For decades, Clark Johnson has quietly but firmly established himself as a fascinating talent. Born in Philadelphia and educated in Canada, Johnson has lived much of his life refusing to see borders as barriers. One of his earliest gigs was as a special effects tech David Cronenberg’s 1983 film The Dead Zone, moving on to appear in films and television shows as disparate as Cancon classic The Littlest Hobo, Adventures in Babysitting and the Dennis Hopper-directed cop film Colors. His most high profile break was playing Meldrick Lewis on the groundbreaking show Homicide: Life On The Street, based on the non-fiction book by David Simon.
After directing several episodes, Johnson would join up with Simon to direct the pilot of The Wire, considered by many the greatest series in television history. Johnson helped set the tone for the show throughout its run, and would appear on screen as a newspaperman Gus Haynes in Season Five and helmed the finale. He’s spent the years since directing episodic television and features, including 2003’s S.W.A.T. and the Alfre Woodard starrer Juanita.
His latest film, Percy, is a bucolic story of a Saskatchewan farmer, a “seed saver” whose crop is inadvertently infiltrated by GMO crops from his neighbours. When the agro-titan Monsanto sues for the contamination Percy takes his fight all the way to the supreme court. With a quiet, understated lead performance by Christopher Walken, the film manages to delve into the politics of the situation without ever devolving into polemicism. (Percy Schmeiser, the inspiration for Walken’s character, died this week on October 13.)
I spoke to Johnson over Zoom from his apartment in Chelsea, New York. With sirens echoing from the street below it was a very different view from the windswept fields and quiet dignity portrayed in Percy, belying all the more any prejudicial box one may wish to use in simplify and stifle Johnson’s interests and talents. Speaking just before the first presidential debate during this tumultuous season, we delved into questions of identity, storytelling, and how he’s navigated decades in an industry with an impressive, quiet tenacity.
The following has been edited for clarity and concision.
This is a reunion for you and Christopher Walken. In your early days, you worked on the Dead Zone and here you’re directing him on the Canadian prairies. There seems to be a big divide between these two poles of your career. Can you talk about this film coming to you? The subject of a Saskatchewan farmer isn’t the most obvious from the outside.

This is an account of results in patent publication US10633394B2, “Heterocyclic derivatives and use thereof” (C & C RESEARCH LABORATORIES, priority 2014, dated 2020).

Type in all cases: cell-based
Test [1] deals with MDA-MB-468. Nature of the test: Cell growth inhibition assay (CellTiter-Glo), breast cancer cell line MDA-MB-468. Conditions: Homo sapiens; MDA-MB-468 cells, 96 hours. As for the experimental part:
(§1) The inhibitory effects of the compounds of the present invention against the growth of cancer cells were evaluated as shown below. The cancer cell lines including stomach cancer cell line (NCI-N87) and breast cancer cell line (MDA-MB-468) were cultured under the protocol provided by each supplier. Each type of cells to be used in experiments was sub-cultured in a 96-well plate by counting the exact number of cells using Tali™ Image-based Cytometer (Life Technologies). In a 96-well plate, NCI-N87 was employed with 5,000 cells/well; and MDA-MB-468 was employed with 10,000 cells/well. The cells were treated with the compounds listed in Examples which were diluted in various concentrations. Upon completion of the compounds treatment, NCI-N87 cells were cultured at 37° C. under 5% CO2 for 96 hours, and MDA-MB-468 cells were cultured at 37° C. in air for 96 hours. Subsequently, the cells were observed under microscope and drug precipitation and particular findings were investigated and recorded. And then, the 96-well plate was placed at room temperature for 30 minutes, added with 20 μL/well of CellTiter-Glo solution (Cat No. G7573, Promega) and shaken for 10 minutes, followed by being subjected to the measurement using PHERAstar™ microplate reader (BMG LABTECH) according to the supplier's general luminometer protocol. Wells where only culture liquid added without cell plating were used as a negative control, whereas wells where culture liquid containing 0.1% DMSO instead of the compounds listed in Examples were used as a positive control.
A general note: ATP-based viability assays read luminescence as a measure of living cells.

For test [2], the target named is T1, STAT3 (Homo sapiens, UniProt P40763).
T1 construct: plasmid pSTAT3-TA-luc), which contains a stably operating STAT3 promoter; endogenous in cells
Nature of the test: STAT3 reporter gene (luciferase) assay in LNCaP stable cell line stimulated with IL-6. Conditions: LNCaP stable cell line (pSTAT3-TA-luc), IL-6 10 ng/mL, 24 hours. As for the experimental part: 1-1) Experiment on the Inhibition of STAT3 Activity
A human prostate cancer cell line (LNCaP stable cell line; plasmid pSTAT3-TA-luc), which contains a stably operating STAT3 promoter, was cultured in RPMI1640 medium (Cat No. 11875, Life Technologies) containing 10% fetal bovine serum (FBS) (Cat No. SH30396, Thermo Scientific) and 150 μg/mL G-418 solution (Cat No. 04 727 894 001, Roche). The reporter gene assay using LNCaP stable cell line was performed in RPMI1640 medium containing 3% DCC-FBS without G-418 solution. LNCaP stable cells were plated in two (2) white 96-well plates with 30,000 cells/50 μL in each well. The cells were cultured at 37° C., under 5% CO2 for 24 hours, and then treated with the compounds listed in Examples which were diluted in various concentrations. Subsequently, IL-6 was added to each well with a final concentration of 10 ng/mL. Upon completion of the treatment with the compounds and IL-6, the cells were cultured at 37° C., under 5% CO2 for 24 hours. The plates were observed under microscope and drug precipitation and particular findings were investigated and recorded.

Well, you know, we’ve got Chris Walken, an actor from Queens, NY, typecast as a Saskatchewan canola farmer. And here’s Clark, the Wire guy, the cop guy, yadda yadda. It’s a no brainer! We were born to do this! [Laughs] Well, this is just such an interesting story and the more I delved into the research and the more I learned about farming and the Schmeisers’ story, the more passionate I was to get in and tell the story.
How did the story come to you? Had you seen the documentary?
You’d have to ask the producers, because I’m still confused as to why they came to me. But they did, and I said, oh, this is interesting. I went to my local Whole Foods and learned the difference between corn oil and canola oil. The learning curve went way up from there! What struck me was the nature of the story and what the guy was up against, while trying to avoid the clichés of a run-of-the-mill David vs. Goliath story.
How much interaction was there with the reality of the situation versus the pressures of telling a fiction film that nonetheless is based on a true story? How did you balance that? Was that all in the script, or was it shifted once you became involved?
That’s the most interesting thing about the project. Because it’s such a contentious story and there’s so much at stake in the telling of it. The writers really dug deep in the transcripts of the trials and really stuck to a lot of what actually happened. Where the story lived for me was in the relationship between Percy and his wife Louise [played by Roberta Maxwell], with their relationship to the land and to the community. That’s a universal thing and very relatable, whether you live in Chelsea, New York and learn about corn and canola oil at a Whole Foods, or whether you actually live on a farm.
Do you have any farmers from your background that you drew upon?
Oddly enough, yes. I guess it must be visceral or in the blood. My mother was born in Clark, South Dakota. My grandfather left the farm at the age of 9 in Maryland to go to Philadelphia, which is where I was born. So I’m really one-and-a-half generations off the land myself, although I couldn’t grow a cactus!
The way the film plays out, we get into Percy’s life and his decision-making. We empathize with his keeping of the seeds, but we also realize the forces he’s battling against seem infinite in terms of resources. It’s easy to simply see him as a “good guy” and Monsanto as this completely malevolent force, but there are extenuating circumstances here. Were there subtleties of both performance and staging that allowed you to not have the big evil corporation and the little guy that make it much more sophisticated than that?